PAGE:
Abu Thurayya was actually one of four people killed by Israel on the same day. All were protesting against Donald Trump’s decision to recognize Jerusalem as Israel’s capital.
Yet because both of his legs had previously been amputated, the local and international media paid more attention to Abu Thurayya’s story than they do to the experiences of most Palestinian victims.
Many articles on his killing highlighted how Abu Thurraya posed no threat to the Israeli military to argue for his victimhood.
Palestinians killed by Israel usually don’t pose any real threat to that state’s heavily armed forces. Yet the question about whether he posed a threat shouldn’t even arise.
The very question ignores the power dynamics between a soldier serving an occupying power and civilians who have spent their entire lives under occupation. Asking a question about whether a Palestinian poses a threat is a subtle way of putting the blame on the victims.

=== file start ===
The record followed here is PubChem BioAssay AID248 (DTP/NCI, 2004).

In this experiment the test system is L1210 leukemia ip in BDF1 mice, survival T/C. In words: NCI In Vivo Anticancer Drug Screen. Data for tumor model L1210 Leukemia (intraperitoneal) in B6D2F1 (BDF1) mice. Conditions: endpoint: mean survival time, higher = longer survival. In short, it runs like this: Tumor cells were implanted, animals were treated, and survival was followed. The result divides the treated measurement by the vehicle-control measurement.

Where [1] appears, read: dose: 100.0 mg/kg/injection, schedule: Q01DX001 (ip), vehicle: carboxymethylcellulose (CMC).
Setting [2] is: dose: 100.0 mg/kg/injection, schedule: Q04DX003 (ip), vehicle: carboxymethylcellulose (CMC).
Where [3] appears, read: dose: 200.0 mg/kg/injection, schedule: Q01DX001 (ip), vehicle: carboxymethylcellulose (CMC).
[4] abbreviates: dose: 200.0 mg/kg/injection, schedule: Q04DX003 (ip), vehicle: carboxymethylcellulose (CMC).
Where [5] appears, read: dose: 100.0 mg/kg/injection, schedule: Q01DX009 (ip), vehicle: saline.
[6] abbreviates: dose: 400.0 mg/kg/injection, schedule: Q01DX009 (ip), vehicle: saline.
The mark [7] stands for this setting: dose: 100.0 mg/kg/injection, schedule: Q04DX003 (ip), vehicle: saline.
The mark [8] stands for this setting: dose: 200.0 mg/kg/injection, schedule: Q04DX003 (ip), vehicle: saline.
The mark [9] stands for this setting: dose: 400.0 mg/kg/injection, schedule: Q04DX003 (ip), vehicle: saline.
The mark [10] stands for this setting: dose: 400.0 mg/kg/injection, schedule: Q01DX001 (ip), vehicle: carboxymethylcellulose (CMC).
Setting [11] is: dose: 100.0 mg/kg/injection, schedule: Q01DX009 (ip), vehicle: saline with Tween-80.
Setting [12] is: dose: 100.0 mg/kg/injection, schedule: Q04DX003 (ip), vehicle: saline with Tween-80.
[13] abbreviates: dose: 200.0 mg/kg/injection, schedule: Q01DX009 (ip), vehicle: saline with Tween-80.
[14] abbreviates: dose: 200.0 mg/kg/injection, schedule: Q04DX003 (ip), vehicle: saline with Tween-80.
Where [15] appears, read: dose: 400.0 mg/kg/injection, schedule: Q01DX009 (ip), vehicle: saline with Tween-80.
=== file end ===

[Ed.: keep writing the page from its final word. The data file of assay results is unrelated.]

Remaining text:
I have no wish to tell a story of a 29-year-old whose disability did not make him immune to Israel’s lethal weapons. We have lost so many people that our wounds have never healed. Another killing deepens the pain felt in our open wounds.
I know too well the level of dehumanization to which Israel subjects us.
Israel and its supporters openly describe us as a “demographic threat.” Our history and identity, indeed our very existence as a people threaten to destroy all the myths that Israel has propagated in its desperate search for “international legitimacy.”
I know too well that being a Palestinian is enough reason for Israel to kill us.
Why should the specific tragedy of Ibrahim Abu Thurayya suddenly awaken people to Israel’s brutality against Palestinians? There are thousands of other striking examples – children being killed, beaten up (sometimes in front of cameras) and terrorized in Israeli jails – that only received a fraction of the attention being paid in this case.
It troubles me that we seem to have more sympathy for Abu Thurayya than we do for other victims.
Abu Thurayya had to have both his legs amputated after being attacked by Israel in April 2008.